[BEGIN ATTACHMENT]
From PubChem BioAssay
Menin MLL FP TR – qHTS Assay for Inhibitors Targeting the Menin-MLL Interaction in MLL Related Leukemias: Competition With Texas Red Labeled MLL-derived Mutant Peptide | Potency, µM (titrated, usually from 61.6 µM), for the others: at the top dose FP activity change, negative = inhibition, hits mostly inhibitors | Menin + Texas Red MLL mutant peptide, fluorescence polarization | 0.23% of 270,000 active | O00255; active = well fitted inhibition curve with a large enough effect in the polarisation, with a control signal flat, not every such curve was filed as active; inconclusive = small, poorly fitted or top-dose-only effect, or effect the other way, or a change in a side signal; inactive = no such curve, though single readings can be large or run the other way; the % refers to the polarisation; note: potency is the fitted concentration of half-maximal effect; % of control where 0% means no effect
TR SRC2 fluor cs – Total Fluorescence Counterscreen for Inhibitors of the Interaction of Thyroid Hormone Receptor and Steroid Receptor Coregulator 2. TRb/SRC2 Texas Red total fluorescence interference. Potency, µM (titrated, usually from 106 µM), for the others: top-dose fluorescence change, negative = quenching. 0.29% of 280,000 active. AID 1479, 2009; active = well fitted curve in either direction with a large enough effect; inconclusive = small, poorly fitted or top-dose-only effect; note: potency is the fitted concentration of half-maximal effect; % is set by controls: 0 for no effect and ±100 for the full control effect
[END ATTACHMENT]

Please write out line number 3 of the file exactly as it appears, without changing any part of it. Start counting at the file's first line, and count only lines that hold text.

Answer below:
TR SRC2 fluor cs – Total Fluorescence Counterscreen for Inhibitors of the Interaction of Thyroid Hormone Receptor and Steroid Receptor Coregulator 2. TRb/SRC2 Texas Red total fluorescence interference. Potency, µM (titrated, usually from 106 µM), for the others: top-dose fluorescence change, negative = quenching. 0.29% of 280,000 active. AID 1479, 2009; active = well fitted curve in either direction with a large enough effect; inconclusive = small, poorly fitted or top-dose-only effect; note: potency is the fitted concentration of half-maximal effect; % is set by controls: 0 for no effect and ±100 for the full control effect